Only a continuation of Western military strength, only maintenance of Western unity in Europe and an increase of non-Communist unity in Asia, can bring Moscow to agreement on Germany, on security, or on arms limitation or reduction. The West must convince the Russians that the West can afford the arms race longer than can Moscow, that NATO will not fall apart, that the allies will not be consumed in bickering and distrust, that the West’s economic health will continue to increase, that even more effective measures will be taken to isolate and reduce the Communist strength in free world parliaments.

The men in Moscow doubtless have been reading with satisfaction the clippings which tell of British moves to cut the draft term, of France stripping its NATO forces to cope with North Africa, of Greek-Turkish tempers over Cyprus, of Washington talk of balancing the budget to prepare for a campaign tax cut by whittling a billion dollars or so from the Pentagon’s funds. But the Administration knows that high taxes will be inevitable over the years ahead.

It was the President who said, in an advance defense of his decision to meet the Russians, that the American people are today more mature in their understanding of our world position. Yet the party politicians — and here party lines are hardly distinguishable — tend to look no further ahead than the nearest ballot box. As a result, a good many government officials view the long détente with considerable alarm.

Folsom: new boss of HEW

A soft-spoken, abstemious Republican businessman who has taken over direction of the sprawling Department of Health, Education, and Welfare very likely is going to be a key figure in the fortunes of his party at the presidential polls next year. He is Marion B. Folsom, former chairman of the Committee for Economic Development, recently Under Secretary of the Treasury, and a man whose knowledge of the field in which be is now operating goes back to his important role in the birth of governmental social security some two decades ago.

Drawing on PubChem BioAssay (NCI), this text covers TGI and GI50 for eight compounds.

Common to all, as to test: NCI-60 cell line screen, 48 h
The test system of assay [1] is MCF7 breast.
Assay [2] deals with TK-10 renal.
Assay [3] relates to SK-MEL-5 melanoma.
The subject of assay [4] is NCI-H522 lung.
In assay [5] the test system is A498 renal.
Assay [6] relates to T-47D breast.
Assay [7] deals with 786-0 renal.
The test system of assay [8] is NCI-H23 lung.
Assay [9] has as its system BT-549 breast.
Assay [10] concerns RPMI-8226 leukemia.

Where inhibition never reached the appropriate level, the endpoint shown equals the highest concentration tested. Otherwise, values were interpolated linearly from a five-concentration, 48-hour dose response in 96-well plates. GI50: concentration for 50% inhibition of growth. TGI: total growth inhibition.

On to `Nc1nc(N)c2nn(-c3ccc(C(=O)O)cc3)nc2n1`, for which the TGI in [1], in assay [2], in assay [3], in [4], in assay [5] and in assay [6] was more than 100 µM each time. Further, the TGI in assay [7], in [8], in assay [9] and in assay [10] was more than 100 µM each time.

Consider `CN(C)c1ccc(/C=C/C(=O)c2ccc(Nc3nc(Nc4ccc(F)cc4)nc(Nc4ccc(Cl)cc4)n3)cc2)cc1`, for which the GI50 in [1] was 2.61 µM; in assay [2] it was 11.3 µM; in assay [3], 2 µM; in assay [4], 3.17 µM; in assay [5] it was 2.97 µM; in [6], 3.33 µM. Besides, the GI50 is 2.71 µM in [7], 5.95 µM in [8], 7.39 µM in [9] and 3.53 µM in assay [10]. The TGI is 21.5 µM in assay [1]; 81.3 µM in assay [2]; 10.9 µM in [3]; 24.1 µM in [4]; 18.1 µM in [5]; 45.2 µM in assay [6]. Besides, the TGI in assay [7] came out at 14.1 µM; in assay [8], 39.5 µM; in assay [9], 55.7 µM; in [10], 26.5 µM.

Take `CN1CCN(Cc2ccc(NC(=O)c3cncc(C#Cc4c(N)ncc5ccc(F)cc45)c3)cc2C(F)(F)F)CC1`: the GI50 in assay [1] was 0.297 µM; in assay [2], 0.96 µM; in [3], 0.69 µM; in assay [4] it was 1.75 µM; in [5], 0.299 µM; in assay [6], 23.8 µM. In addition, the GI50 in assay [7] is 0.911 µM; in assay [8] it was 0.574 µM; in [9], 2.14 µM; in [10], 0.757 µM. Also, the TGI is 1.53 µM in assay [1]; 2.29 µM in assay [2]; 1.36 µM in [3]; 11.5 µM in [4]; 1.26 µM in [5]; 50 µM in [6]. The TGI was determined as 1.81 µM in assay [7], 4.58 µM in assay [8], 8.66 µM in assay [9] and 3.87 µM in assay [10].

The contrast with Oveta Culp Hobby, whose interest in the work of the Department was minimal, could not be more complete. It is the frankly stated hope of the Republicans that Folsom will find the ways and means to make the voters forget about Mrs. Hobby’s lack of foresight in the polio vaccine affair, her insistence on a health program that nobody wanted, her opposition to extension of social security, and her refusal to recognize or do anything about the nation’s appalling schoolroom and teacher problems.

For all his associations with past Democratic administrations, Folsom is not a New Dealer. He is not going to buy the CIO or ADA prescriptions. But he may very well blunt what up to his arrival in the Cabinet was a major weapon in the Democratic arsenal. In Mrs. Hobby’s adamancy, the Democrats had an argument that the Eisenhower Administration would do nothing for the masses and hence was the party of big business. But Folsom is a very different kind of person.

Three of his first moves at HEW were indicative of what to expect. He announced that “we are taking a new look at the whole health program, “ a polite bureaucratic way of saying that he was ditching the Hobby reinsurance scheme to reimburse private insurance firms. He announced that “we can’t ignore” the fact that the Democrats in the House had jammed through a social security extension measure over Mrs. Hobby’s objections. And he named as his departmental under secretary Dr. Herold C. Hunt, a former Chicago and Kansas City school superintendent. Hunt immediately declared that he “could attest to the crisis confronting education — the unfilled classrooms as far as teachers are concerned and the bulging classrooms as far as pupils are concerned.”